I found this on a list somewhere of 'books everyone should have read', so picked it up from the YA section of the library and dutifully did so. It was a bit of a curate's egg. The anachronisms were a bit strange and the plot was light-to-non-existent. I found the dialogue punctuation irritating after a while - there were a lot of new paragraphs with the same speaker as the previous one, where the quotation marks suggested it should be a new one. Often I wasn't sure which 'he' was being referred to, either. On the other hand, I did like some of the descriptive passages, like this one of the old English seasons (when the weather behaved itself):"In the spring all the little flowers came out obediently in the meads, and the dew sparkled, and the birds sang; in the summer it was beautifully hot for no less than four months, and, if it did rain just enough for agricultural purposes, they managed to arrange it so that it rained while you were in bed; in the autumn the leaves flamed and rattle before the west winds, tempering their sad adieu with glory; and in the winter, which was confined by statute to two months, the snow lay evenly, three feet thick, but never turned into slush."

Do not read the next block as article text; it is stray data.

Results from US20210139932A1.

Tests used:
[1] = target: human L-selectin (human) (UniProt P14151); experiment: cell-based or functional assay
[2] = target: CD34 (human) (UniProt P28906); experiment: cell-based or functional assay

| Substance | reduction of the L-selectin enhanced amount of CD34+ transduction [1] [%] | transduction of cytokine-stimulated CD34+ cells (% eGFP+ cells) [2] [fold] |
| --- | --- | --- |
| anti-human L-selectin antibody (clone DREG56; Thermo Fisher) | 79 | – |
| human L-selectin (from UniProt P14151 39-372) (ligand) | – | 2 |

briannad84 on LibraryThing More than 1 year ago
A bit different from the cartoon I grew up on. but very enjoyable. I'm surprised nobody's tried to make a more modern movie based on it, it'd be excellent! I loved the character of Merlin and Archimedes. The parts where he was turned into various animals was a bit dull. Seems a bit hefty of a book for younger readers though, but I'm not sure what age group White intended it for....
GregoryHeath on LibraryThing More than 1 year ago
This is one of the strangest books I¿ve ever read. Here¿s a list of some of its qualities (in no particular order). This book is: bizarre; entertaining; erudite; surreal; inventive; free (of most accepted writing conventions); sloppy; funny; characterful; wilfully inconsistent; (randomly) indebted to Shakespeare; (randomly) informative; (randomly) opinionated; (randomly) time-travelling; (consistently) random. I¿m giving it four stars on account of the fact that despite all of the above I read it to the end and enjoyed doing so, which gets more impressive the more I think about it. Apparently it¿s about the Young King Arthur, who like many a young man was fond of mounching on mercy-flavoured bread, which of course has yet to be invented¿.